Nearly three years ago, just before her 41st birthday, Prescod woke up feeling slightly dizzy. "I thought I must be getting the flu," she recalls, "but I went to work anyway. It's a two-hour commute—three trains and a bus. When I got to the office, I couldn't remember how to use the computer." Her blood pressure was 220/160—that's considered stroke level—and she was rushed to the emergency room, where she sat like the Jimmy Stewart character in It's a Wonderful Life, thinking of the people she'd leave behind. "My father had died of a stroke, and a number of relatives had succumbed to weight-related issues," she says. "I knew I couldn't expect anybody else to take care of me, and I really wanted more from life."

The near-death experience was galvanizing, says Jonathan Waitman, MD, the obesity specialist Prescod consulted a few months after being released from the hospital. "She was lucky in the sense that her wake-up call wasn't fatal," he says. "Anybody walking around carrying 400 pounds is an accident waiting to happen." Prescod insisted on using a liquid diet formula for a few months, to achieve a quick start. (Waitman maintains that anyone attempting such a plan should be under medical supervision to ensure meeting basic nutritional requirements.) "I needed to see big numbers," she says. "I started with four shakes and a protein bar, so I was getting only about 800 calories a day. After three days, I got out of bed and fainted."

Convinced that eating a little more would be wise, Prescod started supplementing the shakes and bar with a lunch of lean protein and vegetables (foods with a low glycemic index to help keep her blood sugar stable), totaling about 1,200 calories a day. "My first meal was a turkey burger and salad, no bun," she remembers. "I saw the doctor or nutritionist once a month, and each time they'd add something, like a late-afternoon snack of yogurt." She got off to such a good start, losing up to 15 pounds a month, that she was able to discontinue blood-pressure medication, but inevitably, the weight loss slowed. "That's a tough transition," says Heather Bainbridge, the registered dietitian in Waitman's practice who counseled Prescod. "When people plateau, they feel as if they're failing." She helped Prescod understand that it was a normal reaction to what the brain perceives as starvation, causing a slowdown of metabolism and an increase in the production of appetite-stimulating hormones.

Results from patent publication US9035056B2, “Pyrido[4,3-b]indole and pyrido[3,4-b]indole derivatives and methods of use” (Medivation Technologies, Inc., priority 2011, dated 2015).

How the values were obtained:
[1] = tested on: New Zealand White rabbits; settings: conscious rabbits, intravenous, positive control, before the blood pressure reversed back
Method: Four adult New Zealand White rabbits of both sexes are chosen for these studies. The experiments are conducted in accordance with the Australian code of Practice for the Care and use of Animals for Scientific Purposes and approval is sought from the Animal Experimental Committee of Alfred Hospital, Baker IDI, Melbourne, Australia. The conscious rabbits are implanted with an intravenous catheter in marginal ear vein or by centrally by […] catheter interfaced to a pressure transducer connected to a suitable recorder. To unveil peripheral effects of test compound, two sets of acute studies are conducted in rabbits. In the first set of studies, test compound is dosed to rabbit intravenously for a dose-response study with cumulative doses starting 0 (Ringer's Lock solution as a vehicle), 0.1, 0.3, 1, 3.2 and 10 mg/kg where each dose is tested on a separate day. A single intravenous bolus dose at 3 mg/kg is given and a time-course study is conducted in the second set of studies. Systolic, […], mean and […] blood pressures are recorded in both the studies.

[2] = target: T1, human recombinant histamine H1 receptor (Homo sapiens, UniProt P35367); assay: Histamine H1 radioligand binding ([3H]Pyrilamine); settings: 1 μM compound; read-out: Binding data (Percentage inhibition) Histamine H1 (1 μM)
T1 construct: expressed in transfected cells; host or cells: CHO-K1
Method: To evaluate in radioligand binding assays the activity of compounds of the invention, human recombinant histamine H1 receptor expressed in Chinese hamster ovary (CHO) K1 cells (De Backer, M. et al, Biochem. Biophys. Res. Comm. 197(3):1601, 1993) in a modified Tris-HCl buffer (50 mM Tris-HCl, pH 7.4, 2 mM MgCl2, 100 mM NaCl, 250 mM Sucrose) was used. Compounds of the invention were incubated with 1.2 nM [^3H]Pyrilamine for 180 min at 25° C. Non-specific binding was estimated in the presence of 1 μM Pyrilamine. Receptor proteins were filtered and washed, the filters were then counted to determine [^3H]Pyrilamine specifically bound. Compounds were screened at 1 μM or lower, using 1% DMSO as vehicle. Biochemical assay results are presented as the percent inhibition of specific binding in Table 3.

Most weight loss experts agree that long-term success is unlikely without regular exercise. But getting a 400-pound body into a fitness routine is an extraordinary challenge. "There are little things you can do," says Prescod. "Dr. Waitman told me, 'I just want you to move, maybe get off the bus two stops earlier,' and I'd make it three or four stops." But Prescod also defied the disclaimer on her stationary bicycle that the maximum weight load was 250 pounds and used a stool to pull herself on, managing at first to pedal for only about 30 seconds before becoming winded. Gradually, she built up to a minute, then two, then 10. The pain in her knees improved with much less weight bearing on them, so she could take long walks. As her endurance increased, she bought or rented different kinds of boot-camp and yoga DVDs to keep from getting bored and woke up at 4 a.m. to squeeze a workout into her schedule. "My exercise clothes are out 24/7," she says. "When I started, I had ratty old sweatpants, and I was too embarrassed to do things outside. As my body began to respond and I was losing inches, I started buying nice workout clothes. They're part of my 'treat' for myself." Another gift—a Christmas present from friends—was a series of horseback-riding lessons, something that's been on her wish list for a long time but seemed impossible at her former weight. "I would have hurt the poor horse," she says with characteristic humor.
As a reminder, always consult your doctor for medical advice and treatment before starting any program.


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